Maria Filser was born at a time, when the French Impressionists with their free and spantaneous emotion and mood driven paintings faught for recognition as artists. She mainly grew up in idyllic areas of southern Germany, which had a formative impact on the artist. From her early childhood Maria had a close friendship with the neighbor's son Carl Caspar, whom she later encountered again at the Stuttgart academy, where she studied from 1896. The two artists remained together ever since and married in 1907.
Maria Caspar-Filser's early pictures show that she did not remain unimpressed by the new method of plein air painting and the gradual abandonment of realism. Maria Caspar-Filser spent several months in Munich, to attend Ludwig Herterich's classes at the academy. In 1905 Maria and Carl traveled to Paris, where they studied Avant-garde painting and were fascinated by the Impressionists. Cézanne's pictures had an equally lasting impression on them: Maria Caspar-Filser recognized his attempt to turn the Impressionists' "world of light" into a "world of color".
This revelation and Van Gogh's style played a major role in Filser's further development. The couple lived in Munich, Balingen, Gottlieben in Switzerland and from 1909 once again in Munich. They both became members of the "Deutscher Künstlerbund" and regularly participated in the associations' exhibitions until 1936.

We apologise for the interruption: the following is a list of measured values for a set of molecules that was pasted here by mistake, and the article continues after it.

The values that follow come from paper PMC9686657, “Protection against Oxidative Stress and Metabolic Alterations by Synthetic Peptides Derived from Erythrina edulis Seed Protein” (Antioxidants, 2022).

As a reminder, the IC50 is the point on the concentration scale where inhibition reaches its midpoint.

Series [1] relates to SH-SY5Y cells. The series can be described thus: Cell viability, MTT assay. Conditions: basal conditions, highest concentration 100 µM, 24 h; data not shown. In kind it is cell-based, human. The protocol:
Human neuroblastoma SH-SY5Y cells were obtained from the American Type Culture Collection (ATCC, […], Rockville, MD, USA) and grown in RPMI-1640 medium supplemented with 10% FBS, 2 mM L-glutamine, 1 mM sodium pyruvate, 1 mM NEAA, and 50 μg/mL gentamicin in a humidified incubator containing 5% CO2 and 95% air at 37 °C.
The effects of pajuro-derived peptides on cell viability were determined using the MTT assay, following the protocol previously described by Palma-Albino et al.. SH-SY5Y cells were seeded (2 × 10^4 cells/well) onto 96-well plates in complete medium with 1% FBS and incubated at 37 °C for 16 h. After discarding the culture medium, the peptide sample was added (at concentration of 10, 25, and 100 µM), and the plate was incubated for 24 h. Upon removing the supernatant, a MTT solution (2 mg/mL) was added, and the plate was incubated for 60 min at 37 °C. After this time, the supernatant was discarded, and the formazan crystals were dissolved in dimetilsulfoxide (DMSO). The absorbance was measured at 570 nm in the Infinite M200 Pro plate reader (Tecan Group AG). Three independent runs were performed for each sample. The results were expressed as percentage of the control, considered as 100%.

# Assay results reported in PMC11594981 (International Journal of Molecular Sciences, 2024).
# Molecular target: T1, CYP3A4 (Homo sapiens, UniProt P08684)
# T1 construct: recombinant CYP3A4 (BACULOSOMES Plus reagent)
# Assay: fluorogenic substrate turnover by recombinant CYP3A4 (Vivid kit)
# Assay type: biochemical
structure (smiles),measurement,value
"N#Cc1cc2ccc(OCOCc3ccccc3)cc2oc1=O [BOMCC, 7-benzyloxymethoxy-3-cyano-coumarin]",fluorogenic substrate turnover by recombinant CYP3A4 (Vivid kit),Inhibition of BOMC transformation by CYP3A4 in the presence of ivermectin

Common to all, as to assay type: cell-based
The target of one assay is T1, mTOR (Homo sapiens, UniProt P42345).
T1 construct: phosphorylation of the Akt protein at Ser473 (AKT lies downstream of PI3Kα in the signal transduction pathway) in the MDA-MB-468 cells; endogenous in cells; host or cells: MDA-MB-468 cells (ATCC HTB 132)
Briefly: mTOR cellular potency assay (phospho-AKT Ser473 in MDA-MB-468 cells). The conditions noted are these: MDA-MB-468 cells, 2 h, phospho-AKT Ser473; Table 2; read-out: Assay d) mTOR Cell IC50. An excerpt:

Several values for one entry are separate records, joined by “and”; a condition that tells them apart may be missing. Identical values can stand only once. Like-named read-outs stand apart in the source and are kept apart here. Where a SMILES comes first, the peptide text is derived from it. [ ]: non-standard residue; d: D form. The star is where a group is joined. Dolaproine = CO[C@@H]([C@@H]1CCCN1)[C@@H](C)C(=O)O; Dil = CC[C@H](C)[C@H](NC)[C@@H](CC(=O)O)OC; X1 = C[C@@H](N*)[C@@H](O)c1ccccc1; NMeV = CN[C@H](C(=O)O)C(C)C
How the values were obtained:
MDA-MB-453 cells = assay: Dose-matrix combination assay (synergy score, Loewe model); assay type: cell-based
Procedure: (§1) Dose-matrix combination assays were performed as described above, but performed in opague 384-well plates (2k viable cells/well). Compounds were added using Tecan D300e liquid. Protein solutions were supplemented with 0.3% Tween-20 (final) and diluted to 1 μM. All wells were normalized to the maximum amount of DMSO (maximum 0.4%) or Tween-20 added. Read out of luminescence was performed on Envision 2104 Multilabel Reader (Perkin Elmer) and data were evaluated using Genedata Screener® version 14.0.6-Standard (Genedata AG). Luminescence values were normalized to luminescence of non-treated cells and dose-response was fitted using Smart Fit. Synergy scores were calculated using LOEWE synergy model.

In 1913 Maria Caspar-Filser became the only female founding member of the "Münchner Neue Sezession". Her paintings reveal that she no longer wanted to depict landscapes in a naturalistic way, but that she aimed to create a color composition. In 1914 this idea was supported by the Villa-Romana-Prize and a sojourn in Italy, where she could experience the southern light and colors.
In 1916 Corinth invited the artist to the "Berliner Sezession". From 1922 Maria Caspar-Filser and her husband worked together in Munich, where they gradually achieved their breakthrough as artists. With her style, which is beyond Impressionism and Expressionism and which is marked by a balance of abstract and concrete forms, Maria Caspar-Filser took part in the 1924 to 1928 Venice Biennale. She became the first female German painter to be appointed professor.
During the time that followed she suffered under Nazi defamations which culminated in her ban from exhibitions in 1936. After sojourns in Italy and Switzerland, the Caspar-Filsters retreated to the Inn valley. In post-war Germany Maria Caspar-Filser made decisive contribution to the revival of a new art scene. In 1947 she was a founding member of the Munich "Neue Gruppe" and in 1950 she supported the re-formation of the "Deutscher Künstlerbund".